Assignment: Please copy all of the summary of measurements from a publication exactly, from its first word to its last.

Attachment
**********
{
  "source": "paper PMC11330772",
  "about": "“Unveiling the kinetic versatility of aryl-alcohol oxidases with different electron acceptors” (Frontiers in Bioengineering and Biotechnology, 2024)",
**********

{
  "source": "paper PMC11330772",
  "about": "“Unveiling the kinetic versatility of aryl-alcohol oxidases with different electron acceptors” (Frontiers in Bioengineering and Biotechnology, 2024)",